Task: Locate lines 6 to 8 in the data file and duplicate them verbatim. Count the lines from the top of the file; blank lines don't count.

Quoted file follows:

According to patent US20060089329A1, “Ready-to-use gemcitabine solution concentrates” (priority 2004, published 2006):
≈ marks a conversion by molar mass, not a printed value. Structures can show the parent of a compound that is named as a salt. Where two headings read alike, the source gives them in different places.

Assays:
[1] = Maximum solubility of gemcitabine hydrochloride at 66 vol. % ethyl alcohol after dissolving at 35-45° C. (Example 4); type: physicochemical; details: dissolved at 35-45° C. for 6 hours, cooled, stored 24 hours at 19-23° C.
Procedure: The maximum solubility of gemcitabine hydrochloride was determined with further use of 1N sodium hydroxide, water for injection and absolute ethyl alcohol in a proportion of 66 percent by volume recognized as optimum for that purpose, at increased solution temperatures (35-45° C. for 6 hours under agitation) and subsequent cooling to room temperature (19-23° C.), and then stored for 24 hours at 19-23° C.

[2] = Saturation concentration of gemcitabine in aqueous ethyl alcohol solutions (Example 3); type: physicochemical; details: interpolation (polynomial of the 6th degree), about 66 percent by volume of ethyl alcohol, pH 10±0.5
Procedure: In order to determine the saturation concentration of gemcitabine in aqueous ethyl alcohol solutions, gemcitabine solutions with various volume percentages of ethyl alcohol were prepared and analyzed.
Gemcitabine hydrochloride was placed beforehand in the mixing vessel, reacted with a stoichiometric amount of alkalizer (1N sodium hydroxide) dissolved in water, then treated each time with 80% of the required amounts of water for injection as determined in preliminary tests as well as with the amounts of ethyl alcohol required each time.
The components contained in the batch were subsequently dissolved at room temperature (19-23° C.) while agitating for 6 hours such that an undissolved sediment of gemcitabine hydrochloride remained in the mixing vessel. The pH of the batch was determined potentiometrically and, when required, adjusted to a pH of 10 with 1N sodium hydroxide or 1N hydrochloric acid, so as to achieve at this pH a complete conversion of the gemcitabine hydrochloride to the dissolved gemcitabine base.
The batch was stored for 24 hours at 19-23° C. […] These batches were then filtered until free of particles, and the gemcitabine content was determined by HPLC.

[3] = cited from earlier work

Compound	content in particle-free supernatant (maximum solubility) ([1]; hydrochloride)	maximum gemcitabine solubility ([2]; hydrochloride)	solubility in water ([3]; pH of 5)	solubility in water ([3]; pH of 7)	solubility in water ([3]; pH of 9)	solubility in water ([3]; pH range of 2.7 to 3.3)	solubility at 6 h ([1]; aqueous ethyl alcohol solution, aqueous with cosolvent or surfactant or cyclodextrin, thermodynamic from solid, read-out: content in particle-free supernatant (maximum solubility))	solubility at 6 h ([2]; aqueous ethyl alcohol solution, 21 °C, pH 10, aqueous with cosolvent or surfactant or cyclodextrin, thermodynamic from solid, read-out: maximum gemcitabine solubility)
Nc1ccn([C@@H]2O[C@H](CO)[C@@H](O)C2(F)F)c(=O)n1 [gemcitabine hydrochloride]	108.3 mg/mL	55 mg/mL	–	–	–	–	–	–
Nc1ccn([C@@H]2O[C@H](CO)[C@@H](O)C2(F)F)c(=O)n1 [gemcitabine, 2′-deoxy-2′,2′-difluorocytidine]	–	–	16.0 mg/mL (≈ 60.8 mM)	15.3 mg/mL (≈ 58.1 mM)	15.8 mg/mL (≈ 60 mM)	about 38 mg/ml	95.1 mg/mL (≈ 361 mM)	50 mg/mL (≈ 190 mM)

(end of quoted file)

[2] = Saturation concentration of gemcitabine in aqueous ethyl alcohol solutions (Example 3); type: physicochemical; details: interpolation (polynomial of the 6th degree), about 66 percent by volume of ethyl alcohol, pH 10±0.5
Procedure: In order to determine the saturation concentration of gemcitabine in aqueous ethyl alcohol solutions, gemcitabine solutions with various volume percentages of ethyl alcohol were prepared and analyzed.
Gemcitabine hydrochloride was placed beforehand in the mixing vessel, reacted with a stoichiometric amount of alkalizer (1N sodium hydroxide) dissolved in water, then treated each time with 80% of the required amounts of water for injection as determined in preliminary tests as well as with the amounts of ethyl alcohol required each time.